The origin of Grameen Bank can be traced back about 20 years from now when Dr. Muhammad Yannus, Professor and Head of the Rural Economics Programme in the University of Chittagong, launched an action research programme to examine the possibilities of designing a comprehensive banking framework to provide the banking services to the rural poor.
The action research project which he called the "Grameen Bank Project" (Grameen means rural) came into being with the following objectives in mind:
- To extend the banking facilities to the poor men and women.
- To eliminate the exploitation of the money lenders.
- To create opportunities for self employment for the vast unutilized and under utilized manpower resources.
- To bring the disadvantaged people within the framework of some organizational format which they can understand and operate and can find socio-political and economic strength through mutual support.
- To reverse the age-old vicious circle of "low income, low savings, low investment "into an expanding system of" low income, credit, investment, more income, more credit, more investment, more income".
The project demonstrated its strength in the village Jobra (a village adjacent to the Chittagong University - the initial site of the action research project) and some of the neighbouring villages during 1976-1979. From there, with the sponsorship of the central bank of the country and support of the nationalized commercial banks, the project was extended to Tangail district (a district north of Dhaka, the capital of Bangladesh). With the success in Tangail the project was extended to several other districts in the country. In October 1983, the Grameen Bank Project was transformed into an independent bank by a Government Ordinance with the name Grameen Bank. The Government provides 10% share capital of the Bank while 90% is held by the borrowers of the Bank.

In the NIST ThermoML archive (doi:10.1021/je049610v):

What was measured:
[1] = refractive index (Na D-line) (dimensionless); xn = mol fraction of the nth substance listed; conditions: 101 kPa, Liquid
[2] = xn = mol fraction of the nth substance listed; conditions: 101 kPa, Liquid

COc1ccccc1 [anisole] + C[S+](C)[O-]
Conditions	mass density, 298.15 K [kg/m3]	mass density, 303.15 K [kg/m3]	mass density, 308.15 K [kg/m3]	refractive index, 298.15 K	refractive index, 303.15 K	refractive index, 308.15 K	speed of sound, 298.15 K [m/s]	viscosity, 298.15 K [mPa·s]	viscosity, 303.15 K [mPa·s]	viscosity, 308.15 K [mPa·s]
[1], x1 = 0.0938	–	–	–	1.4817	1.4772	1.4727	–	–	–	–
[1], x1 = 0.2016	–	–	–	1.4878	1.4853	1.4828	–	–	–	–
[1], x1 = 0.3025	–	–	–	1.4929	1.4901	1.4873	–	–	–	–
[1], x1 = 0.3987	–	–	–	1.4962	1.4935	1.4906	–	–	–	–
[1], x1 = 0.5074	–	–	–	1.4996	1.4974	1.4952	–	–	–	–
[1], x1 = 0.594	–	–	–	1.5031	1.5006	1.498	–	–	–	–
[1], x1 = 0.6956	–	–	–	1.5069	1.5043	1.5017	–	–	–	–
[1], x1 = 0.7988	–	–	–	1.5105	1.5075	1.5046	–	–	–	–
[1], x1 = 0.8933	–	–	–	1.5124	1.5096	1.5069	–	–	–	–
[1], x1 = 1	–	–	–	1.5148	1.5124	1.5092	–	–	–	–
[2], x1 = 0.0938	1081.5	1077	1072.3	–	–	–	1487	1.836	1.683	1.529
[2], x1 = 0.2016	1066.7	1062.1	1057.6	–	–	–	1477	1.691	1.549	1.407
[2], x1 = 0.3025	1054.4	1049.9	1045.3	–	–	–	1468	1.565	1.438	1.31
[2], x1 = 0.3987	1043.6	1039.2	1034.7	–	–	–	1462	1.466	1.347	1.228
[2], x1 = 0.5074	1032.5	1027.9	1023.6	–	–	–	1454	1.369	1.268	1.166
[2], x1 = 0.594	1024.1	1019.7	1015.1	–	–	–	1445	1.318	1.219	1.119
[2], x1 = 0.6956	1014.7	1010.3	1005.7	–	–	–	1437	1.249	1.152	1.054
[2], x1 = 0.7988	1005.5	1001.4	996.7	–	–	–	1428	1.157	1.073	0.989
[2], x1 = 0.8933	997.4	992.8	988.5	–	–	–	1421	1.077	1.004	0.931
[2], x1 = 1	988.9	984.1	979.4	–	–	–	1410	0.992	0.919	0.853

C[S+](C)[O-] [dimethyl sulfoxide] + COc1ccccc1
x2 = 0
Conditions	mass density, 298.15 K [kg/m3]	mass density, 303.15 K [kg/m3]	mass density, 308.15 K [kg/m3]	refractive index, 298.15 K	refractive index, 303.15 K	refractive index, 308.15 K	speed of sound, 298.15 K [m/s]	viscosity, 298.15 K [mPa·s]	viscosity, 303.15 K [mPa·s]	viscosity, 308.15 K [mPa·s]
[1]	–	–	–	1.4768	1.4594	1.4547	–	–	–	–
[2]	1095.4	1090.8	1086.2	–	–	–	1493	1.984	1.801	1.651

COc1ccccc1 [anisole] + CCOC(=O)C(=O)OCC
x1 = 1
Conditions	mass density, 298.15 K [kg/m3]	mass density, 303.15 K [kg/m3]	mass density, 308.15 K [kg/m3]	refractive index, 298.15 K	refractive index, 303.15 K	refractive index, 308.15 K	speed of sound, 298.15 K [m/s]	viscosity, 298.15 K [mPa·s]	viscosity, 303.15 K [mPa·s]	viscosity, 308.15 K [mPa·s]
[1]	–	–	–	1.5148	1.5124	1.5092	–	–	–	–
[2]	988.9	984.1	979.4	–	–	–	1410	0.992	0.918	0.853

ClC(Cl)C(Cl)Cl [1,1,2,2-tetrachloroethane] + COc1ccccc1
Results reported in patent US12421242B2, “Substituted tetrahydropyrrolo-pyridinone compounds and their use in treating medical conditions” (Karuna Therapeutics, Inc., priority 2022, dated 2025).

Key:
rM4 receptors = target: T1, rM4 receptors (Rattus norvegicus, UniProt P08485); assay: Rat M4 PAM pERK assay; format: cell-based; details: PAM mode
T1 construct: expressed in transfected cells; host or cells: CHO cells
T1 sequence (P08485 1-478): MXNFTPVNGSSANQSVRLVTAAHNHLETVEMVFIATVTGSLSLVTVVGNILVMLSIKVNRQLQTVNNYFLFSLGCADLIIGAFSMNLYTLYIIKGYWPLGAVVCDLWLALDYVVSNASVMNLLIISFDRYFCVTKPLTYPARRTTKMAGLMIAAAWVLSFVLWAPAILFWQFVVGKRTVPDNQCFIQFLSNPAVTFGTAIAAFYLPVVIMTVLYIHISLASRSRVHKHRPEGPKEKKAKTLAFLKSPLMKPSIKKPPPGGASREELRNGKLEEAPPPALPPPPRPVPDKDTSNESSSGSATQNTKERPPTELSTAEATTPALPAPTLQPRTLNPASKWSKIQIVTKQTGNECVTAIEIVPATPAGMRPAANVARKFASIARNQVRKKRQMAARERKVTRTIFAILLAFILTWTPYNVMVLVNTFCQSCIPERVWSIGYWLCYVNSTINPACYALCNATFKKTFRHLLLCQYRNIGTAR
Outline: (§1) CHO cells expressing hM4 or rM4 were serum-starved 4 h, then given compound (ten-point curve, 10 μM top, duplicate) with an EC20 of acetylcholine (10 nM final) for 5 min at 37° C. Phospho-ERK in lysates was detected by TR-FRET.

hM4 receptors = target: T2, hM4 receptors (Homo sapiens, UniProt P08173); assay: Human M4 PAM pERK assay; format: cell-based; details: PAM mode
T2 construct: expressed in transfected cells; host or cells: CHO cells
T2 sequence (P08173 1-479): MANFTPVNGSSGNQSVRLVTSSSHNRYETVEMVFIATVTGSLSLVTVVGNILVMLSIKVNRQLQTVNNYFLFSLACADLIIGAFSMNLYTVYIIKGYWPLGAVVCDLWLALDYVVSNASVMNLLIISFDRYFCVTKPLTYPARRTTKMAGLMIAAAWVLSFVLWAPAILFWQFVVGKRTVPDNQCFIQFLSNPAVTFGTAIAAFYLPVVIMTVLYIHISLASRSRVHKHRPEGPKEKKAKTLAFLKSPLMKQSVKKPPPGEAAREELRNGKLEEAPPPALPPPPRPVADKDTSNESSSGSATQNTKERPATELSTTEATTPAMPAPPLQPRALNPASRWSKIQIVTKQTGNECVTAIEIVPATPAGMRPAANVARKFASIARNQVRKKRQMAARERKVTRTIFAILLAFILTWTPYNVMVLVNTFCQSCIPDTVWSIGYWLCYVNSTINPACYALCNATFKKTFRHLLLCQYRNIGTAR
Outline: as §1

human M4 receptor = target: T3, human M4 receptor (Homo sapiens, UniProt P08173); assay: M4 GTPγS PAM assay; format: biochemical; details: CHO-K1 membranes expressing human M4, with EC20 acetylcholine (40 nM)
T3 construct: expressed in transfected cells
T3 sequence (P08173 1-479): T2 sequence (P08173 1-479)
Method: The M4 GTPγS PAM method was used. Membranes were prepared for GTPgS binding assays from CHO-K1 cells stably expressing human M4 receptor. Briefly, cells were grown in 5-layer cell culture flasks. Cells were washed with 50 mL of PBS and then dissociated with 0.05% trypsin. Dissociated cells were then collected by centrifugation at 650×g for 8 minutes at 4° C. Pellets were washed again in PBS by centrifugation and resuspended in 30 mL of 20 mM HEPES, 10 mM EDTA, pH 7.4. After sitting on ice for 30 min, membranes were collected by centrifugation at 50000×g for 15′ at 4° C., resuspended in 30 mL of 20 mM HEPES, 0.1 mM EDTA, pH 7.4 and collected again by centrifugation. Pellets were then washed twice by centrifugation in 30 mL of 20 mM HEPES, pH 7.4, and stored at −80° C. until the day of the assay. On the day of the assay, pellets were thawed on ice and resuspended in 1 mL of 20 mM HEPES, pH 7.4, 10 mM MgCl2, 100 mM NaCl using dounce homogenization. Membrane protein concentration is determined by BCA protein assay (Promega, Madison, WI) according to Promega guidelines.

The founder of the Bank views
credit as a powerful weapon He asserts that credit is a fundamental human right. The more credit one can receive, the more resources he can command, the more powerful he is. Credit creates entitlement to resources and is the basis for the economic emancipation of the poor in general and the poor women in particular. The collateral based conventional format denies the right to credit for the poor people which in turn dispossess them in their fight against the economic and other related odds around them. The Grameen approach emphasizes the creation of enabling conditions in which every human being may have the opportunity to carve out dignified ways of living for herself/himself. GB views its loans as means to gain command over resources. With its effective use a poor person converts her/his latent skills in generating an income and creates self-employment without having to be constrained by the limitations of wage employment. Besides, self-chosen economic activities increase the sense of participation and strengthens the base of self-help. Professor Yunus puts it as "creating favourable conditions for making a living through self-employment is a much more dignified way of solving the unemployment than initiating a system of doles and welfare payments".
Grameen Bank in recent years has not only expanded its credit operations which are targeted at the poorest of the poor in rural Bangladesh, it has also rapidly diversified its activities. Grameen today is the focal point of a global network of institutions and individuals who provide micro-credit to fight poverty. Within Bangladesh, the Bank has undertaken major investment initiatives in those sectors where the poor have the comparative advantage in terms of their skills, enterprise and productive capacity. A number of social development oriented companies have been established under the Companies' Law to boost economic growth of vital economic sectors like agriculture, fisheries and rural industries.
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